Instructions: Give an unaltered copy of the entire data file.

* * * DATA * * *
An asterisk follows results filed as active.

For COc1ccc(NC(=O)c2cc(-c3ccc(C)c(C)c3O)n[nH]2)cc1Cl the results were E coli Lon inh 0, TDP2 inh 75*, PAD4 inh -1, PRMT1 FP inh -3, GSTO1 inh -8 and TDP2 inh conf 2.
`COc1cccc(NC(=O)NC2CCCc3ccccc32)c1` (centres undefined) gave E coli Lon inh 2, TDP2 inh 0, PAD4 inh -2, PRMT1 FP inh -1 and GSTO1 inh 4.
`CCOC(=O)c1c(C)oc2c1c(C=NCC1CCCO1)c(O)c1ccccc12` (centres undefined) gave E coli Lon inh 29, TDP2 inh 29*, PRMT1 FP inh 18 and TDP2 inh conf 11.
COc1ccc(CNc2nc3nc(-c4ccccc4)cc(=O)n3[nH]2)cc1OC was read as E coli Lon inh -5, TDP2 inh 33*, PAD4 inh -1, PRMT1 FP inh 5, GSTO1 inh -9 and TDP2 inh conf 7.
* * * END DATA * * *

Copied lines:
An asterisk follows results filed as active.

For COc1ccc(NC(=O)c2cc(-c3ccc(C)c(C)c3O)n[nH]2)cc1Cl the results were E coli Lon inh 0, TDP2 inh 75*, PAD4 inh -1, PRMT1 FP inh -3, GSTO1 inh -8 and TDP2 inh conf 2.
`COc1cccc(NC(=O)NC2CCCc3ccccc32)c1` (centres undefined) gave E coli Lon inh 2, TDP2 inh 0, PAD4 inh -2, PRMT1 FP inh -1 and GSTO1 inh 4.
`CCOC(=O)c1c(C)oc2c1c(C=NCC1CCCO1)c(O)c1ccccc12` (centres undefined) gave E coli Lon inh 29, TDP2 inh 29*, PRMT1 FP inh 18 and TDP2 inh conf 11.
COc1ccc(CNc2nc3nc(-c4ccccc4)cc(=O)n3[nH]2)cc1OC was read as E coli Lon inh -5, TDP2 inh 33*, PAD4 inh -1, PRMT1 FP inh 5, GSTO1 inh -9 and TDP2 inh conf 7.